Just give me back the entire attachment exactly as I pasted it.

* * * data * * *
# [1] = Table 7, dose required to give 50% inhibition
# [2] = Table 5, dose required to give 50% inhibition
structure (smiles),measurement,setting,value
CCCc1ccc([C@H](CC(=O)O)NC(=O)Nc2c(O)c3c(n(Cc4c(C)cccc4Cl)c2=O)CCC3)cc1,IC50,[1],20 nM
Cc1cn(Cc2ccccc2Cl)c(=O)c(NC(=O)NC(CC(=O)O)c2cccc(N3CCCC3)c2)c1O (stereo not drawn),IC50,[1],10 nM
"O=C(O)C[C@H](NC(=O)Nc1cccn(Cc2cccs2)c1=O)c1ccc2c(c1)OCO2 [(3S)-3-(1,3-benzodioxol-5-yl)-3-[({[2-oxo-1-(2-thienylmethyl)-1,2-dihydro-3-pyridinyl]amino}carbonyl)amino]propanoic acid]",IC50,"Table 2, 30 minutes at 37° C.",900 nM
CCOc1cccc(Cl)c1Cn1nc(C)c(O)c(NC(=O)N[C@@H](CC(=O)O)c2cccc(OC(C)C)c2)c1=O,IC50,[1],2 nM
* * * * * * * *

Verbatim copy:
# [1] = Table 7, dose required to give 50% inhibition
# [2] = Table 5, dose required to give 50% inhibition
structure (smiles),measurement,setting,value
CCCc1ccc([C@H](CC(=O)O)NC(=O)Nc2c(O)c3c(n(Cc4c(C)cccc4Cl)c2=O)CCC3)cc1,IC50,[1],20 nM
Cc1cn(Cc2ccccc2Cl)c(=O)c(NC(=O)NC(CC(=O)O)c2cccc(N3CCCC3)c2)c1O (stereo not drawn),IC50,[1],10 nM
"O=C(O)C[C@H](NC(=O)Nc1cccn(Cc2cccs2)c1=O)c1ccc2c(c1)OCO2 [(3S)-3-(1,3-benzodioxol-5-yl)-3-[({[2-oxo-1-(2-thienylmethyl)-1,2-dihydro-3-pyridinyl]amino}carbonyl)amino]propanoic acid]",IC50,"Table 2, 30 minutes at 37° C.",900 nM
CCOc1cccc(Cl)c1Cn1nc(C)c(O)c(NC(=O)N[C@@H](CC(=O)O)c2cccc(OC(C)C)c2)c1=O,IC50,[1],2 nM